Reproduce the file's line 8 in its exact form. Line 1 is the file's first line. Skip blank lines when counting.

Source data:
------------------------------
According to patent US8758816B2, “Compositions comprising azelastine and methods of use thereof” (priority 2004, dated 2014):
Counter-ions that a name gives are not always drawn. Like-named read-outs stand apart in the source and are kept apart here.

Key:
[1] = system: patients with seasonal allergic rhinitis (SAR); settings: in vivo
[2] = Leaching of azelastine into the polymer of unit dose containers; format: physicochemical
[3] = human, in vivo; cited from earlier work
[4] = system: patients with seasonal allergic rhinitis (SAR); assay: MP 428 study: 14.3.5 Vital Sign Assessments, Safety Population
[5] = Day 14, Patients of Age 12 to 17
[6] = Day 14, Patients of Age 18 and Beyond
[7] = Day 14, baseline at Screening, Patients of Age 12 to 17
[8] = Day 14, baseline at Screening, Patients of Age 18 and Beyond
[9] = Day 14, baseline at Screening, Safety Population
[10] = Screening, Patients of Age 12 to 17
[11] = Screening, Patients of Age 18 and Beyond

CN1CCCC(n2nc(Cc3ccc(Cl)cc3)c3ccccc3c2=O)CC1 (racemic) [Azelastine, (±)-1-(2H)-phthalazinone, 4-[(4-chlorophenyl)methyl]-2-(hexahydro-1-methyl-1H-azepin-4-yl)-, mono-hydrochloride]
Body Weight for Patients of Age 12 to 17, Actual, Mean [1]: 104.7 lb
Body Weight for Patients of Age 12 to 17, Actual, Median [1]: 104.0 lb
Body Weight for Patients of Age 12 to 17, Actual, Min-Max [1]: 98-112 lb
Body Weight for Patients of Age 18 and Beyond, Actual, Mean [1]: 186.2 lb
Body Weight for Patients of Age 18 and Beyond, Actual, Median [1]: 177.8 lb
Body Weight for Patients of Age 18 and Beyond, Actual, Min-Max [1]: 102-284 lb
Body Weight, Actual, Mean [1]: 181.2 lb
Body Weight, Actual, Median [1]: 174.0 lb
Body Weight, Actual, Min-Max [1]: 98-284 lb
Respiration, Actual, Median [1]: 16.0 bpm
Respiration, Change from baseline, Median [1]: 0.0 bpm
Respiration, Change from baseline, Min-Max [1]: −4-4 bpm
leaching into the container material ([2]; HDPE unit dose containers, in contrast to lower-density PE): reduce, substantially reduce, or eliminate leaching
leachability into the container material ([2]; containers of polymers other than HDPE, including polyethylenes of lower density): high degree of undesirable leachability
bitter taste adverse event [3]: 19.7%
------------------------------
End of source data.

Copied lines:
[5] = Day 14, Patients of Age 12 to 17